### kmike commented Jun 24, 2016

 👍 Nice implementation with a nice API! Are there plans to publish these snippets as a Python module?

### kamalbanga commented Jan 25, 2017

 The step `gains = 2 ** rel - 1` in the method `dcg_from_ranking` is an issue as for even as small values as 70 since it overflows, e.g., `ndcg_score([10,1,70], [2, 1, 0])` gives 1.59.

### Jomonsugi commented Aug 21, 2017

 I am assuming the ndcg_score y_true should be binary (ground truth), but am unsure what format y_score should be in. When calculating auc for example the y_true would be binary and the y_score does not have to be any given range. I could feed a vector of any range. The y_score I have is the output from an ALS collaborative model. For example: [ 1.09253478e-01 1.97033856e-01 5.51080274e-01 ..., 1.77992064e-03 1.90066773e-12 1.74711004e-04] Should I scale this vector in some way before using it as an argument to the ndcg_score function?

### rola93 commented May 19, 2018

 Nice implementation! I'd love if they were part of sckit! perhaps I'd use pos_label as a parameter with default value 1, as in other metrics from sckit

### eggie5 commented Jun 23, 2018

 I like your adaptive dominator in the precision@k code! Takes care of one of the precision@k weaknesses when the number of relevant documents are less than `k`.

### senjed commented Oct 5, 2018

 hey! what do you mean by "true relevance labels"? is it the relevance score (unnormalized score showing the relevance of an item to a query, the higher the more relevant) or the position of the item in the result (zero being the highest shown) imagine an item is the most relevant does it have a high value or low value ?

### tobiasraabe commented Jan 24, 2019

 Hi, thanks for the implementation, but I might caught an error in `precision_at_k`. Precision at k is calculated as the ratio between the number of correct classified samples divided by k or the total number of samples - whatever is smaller. Your implementation divides by `n_pos = np.sum(y_true == pos_label)` the total number of positive samples. This leads to wrong precision values if `k > n_pos`. It is easy to verify if you consider the case where all samples are classified as positive samples. Then, `float(n_relevant) / min(n_pos, k)` is 1 and not the ratio of positive samples to all samples. Please correct me if I am wrong.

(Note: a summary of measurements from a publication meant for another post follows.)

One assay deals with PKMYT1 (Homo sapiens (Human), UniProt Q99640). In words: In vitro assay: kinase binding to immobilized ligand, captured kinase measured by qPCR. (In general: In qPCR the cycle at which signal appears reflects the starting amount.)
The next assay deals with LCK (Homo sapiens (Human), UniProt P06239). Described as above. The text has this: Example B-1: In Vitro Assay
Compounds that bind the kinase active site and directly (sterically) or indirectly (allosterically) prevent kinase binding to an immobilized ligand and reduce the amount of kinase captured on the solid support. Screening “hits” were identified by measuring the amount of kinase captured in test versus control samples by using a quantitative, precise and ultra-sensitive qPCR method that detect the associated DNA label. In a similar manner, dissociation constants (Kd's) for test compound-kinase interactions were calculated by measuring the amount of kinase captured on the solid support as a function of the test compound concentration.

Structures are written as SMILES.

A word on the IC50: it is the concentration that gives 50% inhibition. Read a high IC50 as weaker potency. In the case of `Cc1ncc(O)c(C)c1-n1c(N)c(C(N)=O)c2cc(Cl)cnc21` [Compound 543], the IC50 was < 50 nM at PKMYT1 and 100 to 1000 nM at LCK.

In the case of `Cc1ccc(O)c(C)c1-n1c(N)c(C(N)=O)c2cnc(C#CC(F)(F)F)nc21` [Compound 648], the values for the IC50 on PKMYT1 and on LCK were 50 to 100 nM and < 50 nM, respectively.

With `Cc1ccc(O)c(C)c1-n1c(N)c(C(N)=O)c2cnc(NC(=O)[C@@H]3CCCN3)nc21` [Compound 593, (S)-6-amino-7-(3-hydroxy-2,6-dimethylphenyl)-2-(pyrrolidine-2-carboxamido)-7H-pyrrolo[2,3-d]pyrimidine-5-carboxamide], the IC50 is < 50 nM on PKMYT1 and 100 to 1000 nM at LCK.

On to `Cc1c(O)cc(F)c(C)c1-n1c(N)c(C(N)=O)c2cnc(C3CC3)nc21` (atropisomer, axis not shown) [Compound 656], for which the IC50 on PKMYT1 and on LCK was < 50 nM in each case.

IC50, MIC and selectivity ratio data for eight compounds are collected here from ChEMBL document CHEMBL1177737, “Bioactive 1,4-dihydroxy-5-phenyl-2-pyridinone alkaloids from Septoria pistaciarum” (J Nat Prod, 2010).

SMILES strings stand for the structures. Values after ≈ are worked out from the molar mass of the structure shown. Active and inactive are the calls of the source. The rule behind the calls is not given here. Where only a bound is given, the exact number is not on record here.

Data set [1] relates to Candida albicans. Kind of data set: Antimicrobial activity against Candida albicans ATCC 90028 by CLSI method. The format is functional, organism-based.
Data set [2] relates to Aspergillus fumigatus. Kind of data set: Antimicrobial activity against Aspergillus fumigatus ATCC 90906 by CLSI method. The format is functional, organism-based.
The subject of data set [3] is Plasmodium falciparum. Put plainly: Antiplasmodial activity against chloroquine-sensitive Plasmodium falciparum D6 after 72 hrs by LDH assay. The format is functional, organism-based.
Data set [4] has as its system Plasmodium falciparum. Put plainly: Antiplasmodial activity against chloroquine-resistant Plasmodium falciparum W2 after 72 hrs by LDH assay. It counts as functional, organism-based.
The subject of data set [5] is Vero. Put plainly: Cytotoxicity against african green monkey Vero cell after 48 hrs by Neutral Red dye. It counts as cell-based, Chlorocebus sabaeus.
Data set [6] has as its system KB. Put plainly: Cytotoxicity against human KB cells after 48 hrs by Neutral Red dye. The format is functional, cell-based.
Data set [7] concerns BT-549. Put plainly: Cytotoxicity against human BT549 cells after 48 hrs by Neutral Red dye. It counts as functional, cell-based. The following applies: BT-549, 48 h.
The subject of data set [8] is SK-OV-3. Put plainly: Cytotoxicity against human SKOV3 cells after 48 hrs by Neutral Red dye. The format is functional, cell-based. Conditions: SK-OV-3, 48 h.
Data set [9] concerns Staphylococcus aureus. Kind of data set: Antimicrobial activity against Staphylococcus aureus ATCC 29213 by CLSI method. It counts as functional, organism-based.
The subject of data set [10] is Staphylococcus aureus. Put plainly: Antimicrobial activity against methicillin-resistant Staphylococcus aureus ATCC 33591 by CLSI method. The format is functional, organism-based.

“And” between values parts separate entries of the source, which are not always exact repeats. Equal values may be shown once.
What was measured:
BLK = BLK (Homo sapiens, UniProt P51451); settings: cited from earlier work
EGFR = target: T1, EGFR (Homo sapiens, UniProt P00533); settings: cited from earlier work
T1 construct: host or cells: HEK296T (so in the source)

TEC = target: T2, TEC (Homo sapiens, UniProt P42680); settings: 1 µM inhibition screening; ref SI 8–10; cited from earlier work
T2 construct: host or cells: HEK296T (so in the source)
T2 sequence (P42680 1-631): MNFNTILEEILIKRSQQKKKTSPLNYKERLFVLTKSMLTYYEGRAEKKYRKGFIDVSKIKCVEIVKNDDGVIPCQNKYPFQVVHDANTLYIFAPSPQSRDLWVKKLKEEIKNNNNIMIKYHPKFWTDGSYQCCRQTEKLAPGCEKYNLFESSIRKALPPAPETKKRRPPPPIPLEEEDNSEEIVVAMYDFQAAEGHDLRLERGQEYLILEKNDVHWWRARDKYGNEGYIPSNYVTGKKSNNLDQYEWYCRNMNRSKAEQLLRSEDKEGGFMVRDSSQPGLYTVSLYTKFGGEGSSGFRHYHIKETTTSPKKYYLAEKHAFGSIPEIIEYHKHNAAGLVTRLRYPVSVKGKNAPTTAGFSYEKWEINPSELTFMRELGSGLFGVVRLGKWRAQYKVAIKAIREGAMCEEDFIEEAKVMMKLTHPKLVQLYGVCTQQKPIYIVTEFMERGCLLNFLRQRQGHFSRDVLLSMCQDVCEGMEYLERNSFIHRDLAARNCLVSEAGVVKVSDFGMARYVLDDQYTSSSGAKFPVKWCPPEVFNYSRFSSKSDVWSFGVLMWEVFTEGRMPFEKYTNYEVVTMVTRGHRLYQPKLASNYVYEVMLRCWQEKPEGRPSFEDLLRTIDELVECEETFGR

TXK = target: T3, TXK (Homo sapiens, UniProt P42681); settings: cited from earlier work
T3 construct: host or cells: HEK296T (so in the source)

### AsiehH commented May 13, 2019 • edited

 Hi, The sklearn metric `sklearn.metrics.average_precision_score` is different from what you defined above. It does not depend on k since it is average precision not average precision at k. Here are a few counter examples. `print(average_precision_score([1, 0, 1], [3, 2, 1]) == ap([1, 0, 1], [3, 2, 1]))` `False` `print(average_precision_score([1, 1, 1, 0], [3, 2, 1,4]) == ap([1, 1, 1, 0], [3, 2, 1,4]))` `False` `print(average_precision_score([1, 1, 1, 0], [3, 2, 4,1],k=2) == ap([1, 1, 1, 0], [3, 2, 4,1]))` `False` `print(average_precision_score([1, 1, 1, 0], [3, 2, 4,1],k=3) == ap([1, 1, 1, 0], [3, 2, 4,1]))` `True` I found several codes online for average precision, average precision at k and mean average precision at k and almost all of them give different values. Is there any text reference that defines how these are calculated with an example that you can reference?

### kamalbanga commented Jan 31, 2020 • edited

 What should be value of `ndcg_score(, )`? It gives following warning since `best` & `actual` dcg_scores are both `0`. RuntimeWarning: invalid value encountered in double_scalars return actual / best But shouldn't it be just `1.0`? I believe, whenever `best_dcg_score` is `0`, `ndcg_score` should be `1.0.`.